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Deriving value from generative AI with the right use case

The technology will be valuable to tech vendors. For users, a return on investment will depend on the applications as well as whether enterprises choose to build or buy their models.

BOSTON -- While fears about the potential of generative AI to replace many human jobs continue to rise, technology vendors and customers are still seeking the correct use cases for the new technology.

According to IDC, spending in AI technology is expected to reach $521 billion by 2027. That is spending on AI software and infrastructure by tech vendors and enterprises.

However, tech vendors and customers are just starting to figure out the real value of the technology and how investing in generative AI can lead to positive ROI.

The value comes not only from monetary gains, but also from productivity gains, IDC analyst Philip Carter said during a presentation at the IDC Directions conference in Boston on March 14.

Finding the right use case

"It's a double-sided coin in the end," Carter said. "The more you deliver that experience for your customers, the higher the chance that you pick up a chunk of that $521 billion. But it starts with the use case."

The use case helps determine the ROI and productivity level. Generative AI can also help workers by relieving them of the time they spend performing many mundane tasks, Carter said.

Determining the right use case is what GE Digital is currently considering, according to senior product management executive Prasad Pai. The software company provides software and services to organizations in the manufacturing, utilities and power generation sectors.

"We can position our solutions [and] we can start to think about where do we integrate GenAI into our offerings," Pai said in an interview with TechTarget Editorial.

IDC analyst Philip Carter presenting at IDC Directions.
At IDC Directions, analyst Philip Carter discusses how monetizing AI is about finding the right use case and deciding the buy-or-build strategy.

The opportunity within data centers

For Vernon Turner, an adviser for sustainability and IoT at tech consulting firm Cognizant, generative AI holds great opportunity for IT data centers.

For example, he said, when there is a problem in an IT data center, instead of using a service menu that directs users to help, generative AI steps in.

"The data or information that will be generated can be used to make operations more efficient," Turner said in an interview with TechTarget Editorial. That is hard to do today because of the lack of machine intelligence within data centers, he added.

We're turning IT from a call center into a service center. IT has an opportunity to be a value center.
Vernon TurnerAdviser, Cognizant

Generative AI can also help move to a greener infrastructure in data centers, Turner continued.

"GenAI will be a part of the solution by giving operations a chance to know where energy is being consumed," he said.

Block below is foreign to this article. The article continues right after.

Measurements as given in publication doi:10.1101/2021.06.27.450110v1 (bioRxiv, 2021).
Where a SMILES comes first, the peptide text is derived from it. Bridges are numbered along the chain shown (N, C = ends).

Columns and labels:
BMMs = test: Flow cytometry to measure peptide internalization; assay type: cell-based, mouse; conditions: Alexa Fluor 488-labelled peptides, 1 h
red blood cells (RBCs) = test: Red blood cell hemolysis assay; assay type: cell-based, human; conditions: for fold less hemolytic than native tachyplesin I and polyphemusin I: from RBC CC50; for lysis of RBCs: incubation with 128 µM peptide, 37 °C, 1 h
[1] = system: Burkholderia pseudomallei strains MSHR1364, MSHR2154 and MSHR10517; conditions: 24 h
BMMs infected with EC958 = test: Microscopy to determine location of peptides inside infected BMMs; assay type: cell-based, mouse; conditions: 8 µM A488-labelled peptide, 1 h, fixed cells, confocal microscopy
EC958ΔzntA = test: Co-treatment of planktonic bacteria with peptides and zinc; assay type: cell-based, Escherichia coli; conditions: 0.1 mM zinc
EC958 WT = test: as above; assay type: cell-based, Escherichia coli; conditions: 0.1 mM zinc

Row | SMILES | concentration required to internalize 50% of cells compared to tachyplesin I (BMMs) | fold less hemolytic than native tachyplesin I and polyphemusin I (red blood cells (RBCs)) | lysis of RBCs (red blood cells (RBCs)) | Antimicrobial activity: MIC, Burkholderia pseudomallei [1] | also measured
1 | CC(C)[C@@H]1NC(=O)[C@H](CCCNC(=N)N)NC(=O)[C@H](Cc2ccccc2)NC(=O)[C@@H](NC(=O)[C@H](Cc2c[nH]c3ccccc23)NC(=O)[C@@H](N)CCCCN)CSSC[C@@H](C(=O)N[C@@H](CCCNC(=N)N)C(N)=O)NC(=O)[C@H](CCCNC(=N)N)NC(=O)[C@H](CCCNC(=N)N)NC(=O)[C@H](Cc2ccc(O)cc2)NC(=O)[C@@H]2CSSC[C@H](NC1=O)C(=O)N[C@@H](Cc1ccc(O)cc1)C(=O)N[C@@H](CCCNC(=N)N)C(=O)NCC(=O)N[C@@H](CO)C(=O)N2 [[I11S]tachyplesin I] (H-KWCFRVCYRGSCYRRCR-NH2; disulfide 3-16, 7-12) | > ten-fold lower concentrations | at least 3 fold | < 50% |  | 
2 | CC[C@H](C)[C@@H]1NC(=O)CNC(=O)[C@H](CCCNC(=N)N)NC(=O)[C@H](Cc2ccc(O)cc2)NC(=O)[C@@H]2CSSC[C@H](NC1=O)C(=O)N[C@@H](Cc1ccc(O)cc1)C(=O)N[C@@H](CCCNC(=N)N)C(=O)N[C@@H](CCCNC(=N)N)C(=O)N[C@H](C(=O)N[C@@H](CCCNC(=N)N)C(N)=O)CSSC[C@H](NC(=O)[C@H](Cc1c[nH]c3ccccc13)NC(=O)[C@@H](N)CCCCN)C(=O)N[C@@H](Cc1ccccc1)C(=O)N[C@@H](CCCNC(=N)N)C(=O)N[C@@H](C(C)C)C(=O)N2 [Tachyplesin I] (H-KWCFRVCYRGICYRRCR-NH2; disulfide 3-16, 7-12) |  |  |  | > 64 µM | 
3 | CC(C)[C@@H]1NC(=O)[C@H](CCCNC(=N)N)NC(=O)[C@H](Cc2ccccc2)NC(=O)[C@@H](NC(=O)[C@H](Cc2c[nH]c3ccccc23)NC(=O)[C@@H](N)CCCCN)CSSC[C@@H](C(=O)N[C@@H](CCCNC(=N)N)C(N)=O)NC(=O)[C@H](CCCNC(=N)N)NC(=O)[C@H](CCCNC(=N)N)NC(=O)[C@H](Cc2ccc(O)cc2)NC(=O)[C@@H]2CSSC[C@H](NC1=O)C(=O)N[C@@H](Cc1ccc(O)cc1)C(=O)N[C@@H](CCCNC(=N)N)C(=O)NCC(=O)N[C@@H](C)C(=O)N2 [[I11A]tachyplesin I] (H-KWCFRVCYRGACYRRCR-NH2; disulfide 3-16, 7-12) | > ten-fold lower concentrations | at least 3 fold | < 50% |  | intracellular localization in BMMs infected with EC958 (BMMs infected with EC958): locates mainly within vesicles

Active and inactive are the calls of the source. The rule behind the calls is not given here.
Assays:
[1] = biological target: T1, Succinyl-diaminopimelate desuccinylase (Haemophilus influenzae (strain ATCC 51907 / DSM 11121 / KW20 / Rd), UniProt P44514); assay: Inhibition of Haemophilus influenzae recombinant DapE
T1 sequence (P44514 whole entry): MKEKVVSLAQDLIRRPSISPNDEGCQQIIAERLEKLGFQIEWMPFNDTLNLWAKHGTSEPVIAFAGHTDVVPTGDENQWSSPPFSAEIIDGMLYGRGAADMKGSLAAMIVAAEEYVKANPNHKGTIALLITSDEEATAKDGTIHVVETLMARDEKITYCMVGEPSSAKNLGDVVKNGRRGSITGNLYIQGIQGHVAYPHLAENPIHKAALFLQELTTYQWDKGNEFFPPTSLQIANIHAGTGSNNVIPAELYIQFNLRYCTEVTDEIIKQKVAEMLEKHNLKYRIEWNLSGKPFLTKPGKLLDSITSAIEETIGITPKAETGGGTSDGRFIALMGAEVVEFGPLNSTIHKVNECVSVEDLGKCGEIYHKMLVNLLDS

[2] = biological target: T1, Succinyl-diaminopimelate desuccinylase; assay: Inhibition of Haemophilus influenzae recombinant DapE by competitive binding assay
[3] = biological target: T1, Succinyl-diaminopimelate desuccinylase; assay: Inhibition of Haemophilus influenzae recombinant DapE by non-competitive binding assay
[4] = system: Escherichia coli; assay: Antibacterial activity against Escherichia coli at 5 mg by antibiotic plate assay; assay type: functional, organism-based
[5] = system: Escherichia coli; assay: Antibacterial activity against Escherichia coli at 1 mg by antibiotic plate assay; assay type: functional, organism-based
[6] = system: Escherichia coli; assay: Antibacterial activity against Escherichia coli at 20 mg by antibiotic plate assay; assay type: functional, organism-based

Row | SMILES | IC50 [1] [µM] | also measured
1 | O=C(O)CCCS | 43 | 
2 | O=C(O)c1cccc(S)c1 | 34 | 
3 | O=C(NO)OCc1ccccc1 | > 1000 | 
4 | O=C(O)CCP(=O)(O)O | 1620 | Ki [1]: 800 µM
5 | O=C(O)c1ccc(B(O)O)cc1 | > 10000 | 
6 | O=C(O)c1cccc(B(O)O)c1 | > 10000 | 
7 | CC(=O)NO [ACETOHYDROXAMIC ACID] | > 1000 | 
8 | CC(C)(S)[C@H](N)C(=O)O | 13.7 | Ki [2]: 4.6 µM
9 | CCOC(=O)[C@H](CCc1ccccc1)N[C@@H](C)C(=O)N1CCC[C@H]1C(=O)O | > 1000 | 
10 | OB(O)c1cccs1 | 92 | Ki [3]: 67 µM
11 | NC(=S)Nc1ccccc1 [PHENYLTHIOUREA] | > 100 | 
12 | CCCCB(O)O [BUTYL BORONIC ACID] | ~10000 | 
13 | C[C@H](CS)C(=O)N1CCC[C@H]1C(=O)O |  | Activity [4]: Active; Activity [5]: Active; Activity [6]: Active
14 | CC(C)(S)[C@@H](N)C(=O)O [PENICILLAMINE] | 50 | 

Corporate sustainability officers tend to think of data centers as a small piece of the infrastructure and overlook it, but with generative AI, CIOs and chief sustainability officers will need to work together to apply the technology correctly.

"There's so much information that's sitting there," Turner said. "We're turning IT from a call center into a service center. IT has an opportunity to be a value center."

Building and buying

Other than finding the right use case, there's also a shift in the question of buying or building generative AI tools.

"There is an architectural conversation that needs to take place, which is around the build and buy [question]," Carter said.

While enterprises have long faced the buy-build dilemma with tech tools, with generative AI, that is no longer so as much, Carter added. There's also a middle ground.

"Depending on the use case and its strategic competitive advantage, as well as your availability of in-house resources, you could be training, or you could be building your model or doing that with a partner," he said. He noted that most organizations take the approach of fine-tuning existing models, especially if they're industry-specific.

For Pai, taking advantage of the possible opportunity available in the generative AI market will mean that many tech vendors will have to invest in building some models, especially domain-specific ones.

"It's very clear that GenAI is going to be an ecosystem solve for the industry," he said. "It can't be one company doing it all. So, there has to be a balance that we strike between how much do we build versus how much we partner, and even buy, for that matter."

However, in finding the use case for generative AI, the worry persists that technology will replace many workers.

While the fear is understandable, the technology has yet to develop to that point, said Shital Shah, IT director at specialty glass company Corning, in an interview.

"Big companies take a long time to get to that point where they can automate everything," Shah said.

She added that part of the process of finding the value of generative AI is having good-quality data.

"If you don't have good-quality data, none of this will matter," she said.

Esther Ajao is a TechTarget Editorial news writer and podcast host covering artificial intelligence software and systems.

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